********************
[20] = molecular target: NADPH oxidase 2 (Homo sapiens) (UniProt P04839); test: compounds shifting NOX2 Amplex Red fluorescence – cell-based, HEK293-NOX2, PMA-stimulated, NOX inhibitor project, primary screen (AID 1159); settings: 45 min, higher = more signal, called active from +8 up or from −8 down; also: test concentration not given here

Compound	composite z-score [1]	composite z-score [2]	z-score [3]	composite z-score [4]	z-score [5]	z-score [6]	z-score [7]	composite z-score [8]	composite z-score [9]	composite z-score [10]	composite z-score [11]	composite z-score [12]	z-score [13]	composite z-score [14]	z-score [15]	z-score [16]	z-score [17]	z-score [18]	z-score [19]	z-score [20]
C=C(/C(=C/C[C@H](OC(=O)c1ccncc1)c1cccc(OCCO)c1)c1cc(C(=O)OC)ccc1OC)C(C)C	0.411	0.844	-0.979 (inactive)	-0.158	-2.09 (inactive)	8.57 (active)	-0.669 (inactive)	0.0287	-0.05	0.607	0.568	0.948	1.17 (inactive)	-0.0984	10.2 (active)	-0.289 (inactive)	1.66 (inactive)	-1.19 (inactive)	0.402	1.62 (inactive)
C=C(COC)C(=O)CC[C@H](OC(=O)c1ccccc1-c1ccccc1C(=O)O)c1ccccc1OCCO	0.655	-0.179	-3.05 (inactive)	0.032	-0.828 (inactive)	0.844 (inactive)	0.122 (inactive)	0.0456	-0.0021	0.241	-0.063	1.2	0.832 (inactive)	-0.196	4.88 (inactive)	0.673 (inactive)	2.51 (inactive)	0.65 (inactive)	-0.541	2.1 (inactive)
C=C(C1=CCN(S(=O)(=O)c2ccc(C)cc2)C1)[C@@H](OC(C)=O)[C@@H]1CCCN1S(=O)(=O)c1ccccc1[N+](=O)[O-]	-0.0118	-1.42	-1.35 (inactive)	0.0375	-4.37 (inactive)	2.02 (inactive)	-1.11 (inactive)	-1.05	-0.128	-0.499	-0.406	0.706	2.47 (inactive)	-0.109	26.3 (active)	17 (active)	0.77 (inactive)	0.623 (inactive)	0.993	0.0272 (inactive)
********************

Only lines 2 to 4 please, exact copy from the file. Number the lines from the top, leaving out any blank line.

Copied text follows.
Compound	composite z-score [1]	composite z-score [2]	z-score [3]	composite z-score [4]	z-score [5]	z-score [6]	z-score [7]	composite z-score [8]	composite z-score [9]	composite z-score [10]	composite z-score [11]	composite z-score [12]	z-score [13]	composite z-score [14]	z-score [15]	z-score [16]	z-score [17]	z-score [18]	z-score [19]	z-score [20]
C=C(/C(=C/C[C@H](OC(=O)c1ccncc1)c1cccc(OCCO)c1)c1cc(C(=O)OC)ccc1OC)C(C)C	0.411	0.844	-0.979 (inactive)	-0.158	-2.09 (inactive)	8.57 (active)	-0.669 (inactive)	0.0287	-0.05	0.607	0.568	0.948	1.17 (inactive)	-0.0984	10.2 (active)	-0.289 (inactive)	1.66 (inactive)	-1.19 (inactive)	0.402	1.62 (inactive)
C=C(COC)C(=O)CC[C@H](OC(=O)c1ccccc1-c1ccccc1C(=O)O)c1ccccc1OCCO	0.655	-0.179	-3.05 (inactive)	0.032	-0.828 (inactive)	0.844 (inactive)	0.122 (inactive)	0.0456	-0.0021	0.241	-0.063	1.2	0.832 (inactive)	-0.196	4.88 (inactive)	0.673 (inactive)	2.51 (inactive)	0.65 (inactive)	-0.541	2.1 (inactive)